In a very noteworthy version of their already-successful “You’re Not You” ad series, Marcia is hungry and stressed out… And turns into MACHETE! Not much to say about this, other than the fact that they successfully took unpredictability to the extremes of the scale. I wouldn’t want to see Danny Trejo demanding Alice for food.

Bud Life – Real Life Pacman #UpForWhatever

Upon seeing this ad, everyone with whom I was watching the SuperBowl last night cried out, “I wanna do that too!” Yes, the majority of them were teens under the age of drinking… but you know what? I said it out loud as well! Whether you’re 48 or 8 years old, you know Pac-Man, and you know it’s a game that’s all about fun and taking losses lightly, which are exactly the brand promises with Bud Light.

The execution of the Pac-Man was quite amazing as well. I just wish the editing weren’t as jarring, but otherwise, I loved the luminescence of the Pac-Man assets, plus how the main actor in the commercial “ate up” the dots by just walking through the maze (whether it was through a real responsive digital floor or not, it still looked pretty cool).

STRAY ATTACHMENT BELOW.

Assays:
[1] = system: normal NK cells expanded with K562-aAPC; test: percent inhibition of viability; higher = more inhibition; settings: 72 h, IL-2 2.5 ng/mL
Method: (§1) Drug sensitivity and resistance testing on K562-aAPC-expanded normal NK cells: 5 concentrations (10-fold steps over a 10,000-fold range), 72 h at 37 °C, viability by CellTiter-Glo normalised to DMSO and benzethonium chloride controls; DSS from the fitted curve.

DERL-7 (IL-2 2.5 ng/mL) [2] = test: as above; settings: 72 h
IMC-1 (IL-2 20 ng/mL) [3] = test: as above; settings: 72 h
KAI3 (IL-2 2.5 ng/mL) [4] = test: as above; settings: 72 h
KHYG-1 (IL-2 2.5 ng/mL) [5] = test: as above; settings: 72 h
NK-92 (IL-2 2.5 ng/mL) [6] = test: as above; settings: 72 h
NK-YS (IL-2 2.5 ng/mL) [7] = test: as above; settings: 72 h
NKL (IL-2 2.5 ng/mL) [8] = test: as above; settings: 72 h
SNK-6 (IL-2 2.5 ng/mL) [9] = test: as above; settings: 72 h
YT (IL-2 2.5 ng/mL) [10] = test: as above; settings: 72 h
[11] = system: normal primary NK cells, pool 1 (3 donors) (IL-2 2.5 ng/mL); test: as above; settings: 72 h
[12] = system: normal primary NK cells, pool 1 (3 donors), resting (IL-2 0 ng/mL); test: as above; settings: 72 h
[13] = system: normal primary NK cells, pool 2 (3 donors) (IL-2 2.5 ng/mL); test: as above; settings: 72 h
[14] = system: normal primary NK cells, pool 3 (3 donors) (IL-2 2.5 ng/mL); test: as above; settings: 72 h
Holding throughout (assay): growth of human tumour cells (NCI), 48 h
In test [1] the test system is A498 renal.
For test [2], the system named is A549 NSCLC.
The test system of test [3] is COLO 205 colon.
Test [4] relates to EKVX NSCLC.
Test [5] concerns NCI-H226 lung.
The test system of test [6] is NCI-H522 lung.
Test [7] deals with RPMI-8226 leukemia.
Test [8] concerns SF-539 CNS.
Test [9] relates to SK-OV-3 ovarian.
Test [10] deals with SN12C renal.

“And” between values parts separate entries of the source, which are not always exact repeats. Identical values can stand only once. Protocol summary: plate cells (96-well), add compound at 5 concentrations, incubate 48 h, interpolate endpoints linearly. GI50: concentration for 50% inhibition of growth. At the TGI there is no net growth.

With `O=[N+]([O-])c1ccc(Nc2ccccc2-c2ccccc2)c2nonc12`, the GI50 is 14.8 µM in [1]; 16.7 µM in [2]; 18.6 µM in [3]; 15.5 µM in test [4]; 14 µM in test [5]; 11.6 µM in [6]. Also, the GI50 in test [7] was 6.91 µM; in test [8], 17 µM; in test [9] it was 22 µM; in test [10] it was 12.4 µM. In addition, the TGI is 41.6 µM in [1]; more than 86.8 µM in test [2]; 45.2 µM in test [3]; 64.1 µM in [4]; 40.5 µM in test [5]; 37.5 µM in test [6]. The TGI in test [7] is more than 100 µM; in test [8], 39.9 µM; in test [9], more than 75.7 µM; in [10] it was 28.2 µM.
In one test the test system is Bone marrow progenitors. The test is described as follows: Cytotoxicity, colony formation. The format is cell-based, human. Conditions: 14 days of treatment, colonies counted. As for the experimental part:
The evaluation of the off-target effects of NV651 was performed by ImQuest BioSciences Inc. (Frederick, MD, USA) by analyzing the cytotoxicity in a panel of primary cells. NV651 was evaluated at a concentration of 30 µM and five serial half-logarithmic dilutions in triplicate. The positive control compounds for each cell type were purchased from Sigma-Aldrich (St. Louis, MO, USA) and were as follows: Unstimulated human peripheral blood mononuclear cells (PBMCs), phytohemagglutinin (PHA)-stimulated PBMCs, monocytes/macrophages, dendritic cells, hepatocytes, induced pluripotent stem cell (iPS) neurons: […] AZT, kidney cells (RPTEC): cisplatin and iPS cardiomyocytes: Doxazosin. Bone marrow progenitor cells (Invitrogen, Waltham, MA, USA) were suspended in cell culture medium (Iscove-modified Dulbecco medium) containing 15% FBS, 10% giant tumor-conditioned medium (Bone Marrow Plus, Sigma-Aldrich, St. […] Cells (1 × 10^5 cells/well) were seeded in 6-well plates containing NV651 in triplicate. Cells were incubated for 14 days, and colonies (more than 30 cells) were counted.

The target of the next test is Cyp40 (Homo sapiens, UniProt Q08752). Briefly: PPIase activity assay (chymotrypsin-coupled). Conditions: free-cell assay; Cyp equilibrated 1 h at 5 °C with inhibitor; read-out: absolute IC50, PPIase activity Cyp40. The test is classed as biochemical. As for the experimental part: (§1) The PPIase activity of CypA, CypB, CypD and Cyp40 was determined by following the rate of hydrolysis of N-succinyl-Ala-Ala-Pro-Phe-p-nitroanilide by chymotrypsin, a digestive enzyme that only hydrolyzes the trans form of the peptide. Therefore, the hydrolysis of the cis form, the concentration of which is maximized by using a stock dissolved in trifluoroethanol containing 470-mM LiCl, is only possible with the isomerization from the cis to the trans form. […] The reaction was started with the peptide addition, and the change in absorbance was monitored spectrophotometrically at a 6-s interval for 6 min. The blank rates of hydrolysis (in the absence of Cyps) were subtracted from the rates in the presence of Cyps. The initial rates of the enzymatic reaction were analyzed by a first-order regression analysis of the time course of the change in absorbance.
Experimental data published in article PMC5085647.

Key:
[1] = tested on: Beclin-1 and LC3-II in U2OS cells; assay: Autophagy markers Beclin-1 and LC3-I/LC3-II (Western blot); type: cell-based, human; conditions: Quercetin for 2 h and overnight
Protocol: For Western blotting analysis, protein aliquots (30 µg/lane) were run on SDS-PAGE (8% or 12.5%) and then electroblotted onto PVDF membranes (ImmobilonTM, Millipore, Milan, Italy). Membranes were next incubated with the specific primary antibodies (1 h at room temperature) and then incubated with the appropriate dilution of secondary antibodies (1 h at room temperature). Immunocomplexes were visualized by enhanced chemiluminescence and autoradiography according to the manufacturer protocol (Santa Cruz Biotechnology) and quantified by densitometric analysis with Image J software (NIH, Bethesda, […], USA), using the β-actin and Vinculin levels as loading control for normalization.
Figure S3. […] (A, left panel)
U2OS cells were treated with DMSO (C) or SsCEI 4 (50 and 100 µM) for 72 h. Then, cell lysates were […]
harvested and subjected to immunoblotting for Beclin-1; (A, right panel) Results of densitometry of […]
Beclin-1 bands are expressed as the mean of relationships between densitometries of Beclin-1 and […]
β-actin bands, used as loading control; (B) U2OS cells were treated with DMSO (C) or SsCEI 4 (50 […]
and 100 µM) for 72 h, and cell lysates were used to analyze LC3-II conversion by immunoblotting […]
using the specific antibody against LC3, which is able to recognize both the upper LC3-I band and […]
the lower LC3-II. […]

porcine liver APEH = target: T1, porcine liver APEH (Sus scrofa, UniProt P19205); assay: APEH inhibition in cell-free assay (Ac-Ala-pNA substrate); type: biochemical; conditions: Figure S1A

Toyota Camry – My Bold Dad

Car ads are a staple of SuperBowl commercial breaks, and ad agencies seem to be running out of ideas on how to sell us on the latest and greatest model. For a model like the Toyota Camry which is meant to be a nice “family vehicle,” going back to the heart of their brand promise was the right approach. Many of the deepest moments between a father and his growing daughter involve transporting her to and fro. The Camry becomes the silent supporting actor in this very important relationship.

It’s worth noticing that Nissan also tried to approach the “dad” angle with their #WithDad SuperBowl 2015 ad, but in my opinion they tried to go too big and ended up losing the essence of what Toyota did so well.

Always – Like A Girl

This just happens to be my favorite advertising spot from 2014, and although they cut it down quite a bit to appear among the SuperBowl 2015 ads, I still love it. It challenges all of us — women and men — to respect and give credit to girls, which is at the root of the Always brand.